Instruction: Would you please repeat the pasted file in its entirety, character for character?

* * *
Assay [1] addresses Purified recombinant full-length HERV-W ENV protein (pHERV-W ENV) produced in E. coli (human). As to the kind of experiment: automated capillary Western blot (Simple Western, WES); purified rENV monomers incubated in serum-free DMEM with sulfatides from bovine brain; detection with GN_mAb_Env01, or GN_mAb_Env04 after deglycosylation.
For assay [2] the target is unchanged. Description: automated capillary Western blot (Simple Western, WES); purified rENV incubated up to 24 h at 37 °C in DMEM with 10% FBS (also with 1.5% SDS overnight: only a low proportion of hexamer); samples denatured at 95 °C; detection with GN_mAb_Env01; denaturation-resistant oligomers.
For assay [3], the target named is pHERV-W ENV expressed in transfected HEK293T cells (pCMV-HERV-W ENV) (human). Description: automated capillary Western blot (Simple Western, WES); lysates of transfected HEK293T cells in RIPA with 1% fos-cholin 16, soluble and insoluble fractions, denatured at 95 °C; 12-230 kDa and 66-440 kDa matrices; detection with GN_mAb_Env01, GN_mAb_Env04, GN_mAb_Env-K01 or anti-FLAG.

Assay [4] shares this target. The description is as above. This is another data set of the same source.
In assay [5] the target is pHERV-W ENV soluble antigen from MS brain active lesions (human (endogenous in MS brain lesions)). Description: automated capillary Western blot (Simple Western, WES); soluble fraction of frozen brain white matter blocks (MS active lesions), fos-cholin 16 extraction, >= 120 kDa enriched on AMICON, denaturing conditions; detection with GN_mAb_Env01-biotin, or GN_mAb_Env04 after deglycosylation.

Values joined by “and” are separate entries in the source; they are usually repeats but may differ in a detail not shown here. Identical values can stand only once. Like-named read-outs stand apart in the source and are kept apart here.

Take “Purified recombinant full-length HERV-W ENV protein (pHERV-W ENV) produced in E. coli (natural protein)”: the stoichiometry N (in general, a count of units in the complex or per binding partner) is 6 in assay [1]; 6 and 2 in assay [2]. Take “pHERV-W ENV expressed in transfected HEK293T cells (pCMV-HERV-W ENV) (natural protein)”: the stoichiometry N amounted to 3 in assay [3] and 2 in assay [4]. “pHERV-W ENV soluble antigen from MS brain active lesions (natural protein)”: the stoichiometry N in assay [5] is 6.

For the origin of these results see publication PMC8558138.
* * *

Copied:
Assay [1] addresses Purified recombinant full-length HERV-W ENV protein (pHERV-W ENV) produced in E. coli (human). As to the kind of experiment: automated capillary Western blot (Simple Western, WES); purified rENV monomers incubated in serum-free DMEM with sulfatides from bovine brain; detection with GN_mAb_Env01, or GN_mAb_Env04 after deglycosylation.
For assay [2] the target is unchanged. Description: automated capillary Western blot (Simple Western, WES); purified rENV incubated up to 24 h at 37 °C in DMEM with 10% FBS (also with 1.5% SDS overnight: only a low proportion of hexamer); samples denatured at 95 °C; detection with GN_mAb_Env01; denaturation-resistant oligomers.
For assay [3], the target named is pHERV-W ENV expressed in transfected HEK293T cells (pCMV-HERV-W ENV) (human). Description: automated capillary Western blot (Simple Western, WES); lysates of transfected HEK293T cells in RIPA with 1% fos-cholin 16, soluble and insoluble fractions, denatured at 95 °C; 12-230 kDa and 66-440 kDa matrices; detection with GN_mAb_Env01, GN_mAb_Env04, GN_mAb_Env-K01 or anti-FLAG.

Assay [4] shares this target. The description is as above. This is another data set of the same source.
In assay [5] the target is pHERV-W ENV soluble antigen from MS brain active lesions (human (endogenous in MS brain lesions)). Description: automated capillary Western blot (Simple Western, WES); soluble fraction of frozen brain white matter blocks (MS active lesions), fos-cholin 16 extraction, >= 120 kDa enriched on AMICON, denaturing conditions; detection with GN_mAb_Env01-biotin, or GN_mAb_Env04 after deglycosylation.

Values joined by “and” are separate entries in the source; they are usually repeats but may differ in a detail not shown here. Identical values can stand only once. Like-named read-outs stand apart in the source and are kept apart here.

Take “Purified recombinant full-length HERV-W ENV protein (pHERV-W ENV) produced in E. coli (natural protein)”: the stoichiometry N (in general, a count of units in the complex or per binding partner) is 6 in assay [1]; 6 and 2 in assay [2]. Take “pHERV-W ENV expressed in transfected HEK293T cells (pCMV-HERV-W ENV) (natural protein)”: the stoichiometry N amounted to 3 in assay [3] and 2 in assay [4]. “pHERV-W ENV soluble antigen from MS brain active lesions (natural protein)”: the stoichiometry N in assay [5] is 6.

For the origin of these results see publication PMC8558138.